Many Americans have embraced the “eating clean” movement, the concept that we should eat whole foods like vegetables, fruits and whole grains and healthy proteins and fats. And we should consume less refined grains, pesticides, additives, preservatives and fats.
Sounds logical, because who wants to eat pesticides and preservatives? New research from Iowa State University, however, shows that consumers are unaware of the costs related to producing “clean” label foods.
Ruth MacDonald and Ruth Litchfield, professors of food science and human nutrition at Iowa State University, warn of the consequences in terms of food waste, safety and cost. Clean food advocates suggest avoiding foods with ingredients you cannot pronounce. MacDonald says several food manufacturers, restaurants and grocery stores have responded by removing additives to fit the definition of clean.
The ISU professors say just because an ingredient or additive has an unfamiliar name does not automatically make it bad for you. The decision to remove additives appears to be driven more by market demand than consideration of the benefits these additives provide and the potential food safety risk, they said. Removing nitrates from deli meats and hot dogs is just one example.
Food manufacturers use ingredients such as sodium benzoate, calcium propionate and potassium sorbate to control the growth of microorganisms in foods without changing the character or taste of the food. Without such additives, foods will spoil faster, increasing food safety risk and the likelihood of more food ending up in the trash.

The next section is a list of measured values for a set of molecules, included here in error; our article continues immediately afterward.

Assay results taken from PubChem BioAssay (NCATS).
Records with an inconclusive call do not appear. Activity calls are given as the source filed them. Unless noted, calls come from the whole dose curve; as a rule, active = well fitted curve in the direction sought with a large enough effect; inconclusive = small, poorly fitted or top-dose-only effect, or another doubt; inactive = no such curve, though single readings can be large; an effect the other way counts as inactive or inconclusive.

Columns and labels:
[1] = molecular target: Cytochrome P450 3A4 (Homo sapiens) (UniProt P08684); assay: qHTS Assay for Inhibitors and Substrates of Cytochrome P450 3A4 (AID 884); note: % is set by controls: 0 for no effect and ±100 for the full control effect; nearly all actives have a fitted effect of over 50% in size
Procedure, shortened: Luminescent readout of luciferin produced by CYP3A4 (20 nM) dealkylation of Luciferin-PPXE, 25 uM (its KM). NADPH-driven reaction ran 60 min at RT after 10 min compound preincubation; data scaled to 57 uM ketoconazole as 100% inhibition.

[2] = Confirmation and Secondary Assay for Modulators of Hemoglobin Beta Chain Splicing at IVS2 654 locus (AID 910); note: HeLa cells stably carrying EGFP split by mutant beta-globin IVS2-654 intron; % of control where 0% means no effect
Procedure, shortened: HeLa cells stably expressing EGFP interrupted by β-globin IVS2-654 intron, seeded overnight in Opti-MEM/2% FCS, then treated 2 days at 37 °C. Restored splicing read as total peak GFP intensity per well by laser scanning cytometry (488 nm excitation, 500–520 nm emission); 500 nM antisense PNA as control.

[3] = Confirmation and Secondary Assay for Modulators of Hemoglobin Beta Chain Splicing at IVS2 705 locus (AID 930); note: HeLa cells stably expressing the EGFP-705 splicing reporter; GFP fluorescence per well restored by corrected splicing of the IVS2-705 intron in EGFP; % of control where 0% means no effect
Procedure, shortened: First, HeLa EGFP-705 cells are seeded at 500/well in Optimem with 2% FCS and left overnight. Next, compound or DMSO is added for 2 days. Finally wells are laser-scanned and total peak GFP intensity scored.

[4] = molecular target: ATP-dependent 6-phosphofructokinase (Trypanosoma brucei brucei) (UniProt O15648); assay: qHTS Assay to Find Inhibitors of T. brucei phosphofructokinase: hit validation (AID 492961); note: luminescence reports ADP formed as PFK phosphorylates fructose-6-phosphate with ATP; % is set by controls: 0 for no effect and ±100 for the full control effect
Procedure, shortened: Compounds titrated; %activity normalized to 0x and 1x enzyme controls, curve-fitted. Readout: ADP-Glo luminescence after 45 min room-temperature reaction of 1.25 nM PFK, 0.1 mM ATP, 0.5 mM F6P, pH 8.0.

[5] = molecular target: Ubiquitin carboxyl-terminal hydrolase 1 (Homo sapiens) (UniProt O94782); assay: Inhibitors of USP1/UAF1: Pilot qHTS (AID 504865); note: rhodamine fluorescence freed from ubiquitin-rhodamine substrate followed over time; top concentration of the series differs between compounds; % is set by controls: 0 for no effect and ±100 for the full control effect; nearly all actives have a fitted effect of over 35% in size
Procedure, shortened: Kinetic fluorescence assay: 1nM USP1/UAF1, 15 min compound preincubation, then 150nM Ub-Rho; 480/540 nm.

“People have a hard time understanding the risk-benefit ratio when it comes to foods. They see a chemical, such as nitrates, listed on the label and assume it is bad or the food contains a high amount,” MacDonald said. “The food safety risk without these preservatives is so much greater.”
Litchfield, an expert on food safety and health promotion, has this advice for consumers:
• Consider the source of the information. Be wary of advocacy groups using social media to push an agenda that may not be in the public’s best interest.
• Food manufacturers quickly respond to changes in consumer preference. Before buying into the latest fad, think about whether it is market-driven or science-based.
• Do not assume food label buzzwords such as “clean” or “all natural” are synonymous with nutritious or healthful.
Litchfield expects food waste in the U.S. – already about 20 pounds per person each month – will only get worse with the removal of additives and preservatives.
Americans expect their food supply to be safe, plentiful, convenient and low cost, which explains why grocery stores now offer more than 40,000 different food items. The convenience and choice many consumers value would not be possible without advances in food technology, the professors said – all things for consumers to consider when they ask for “clean” food.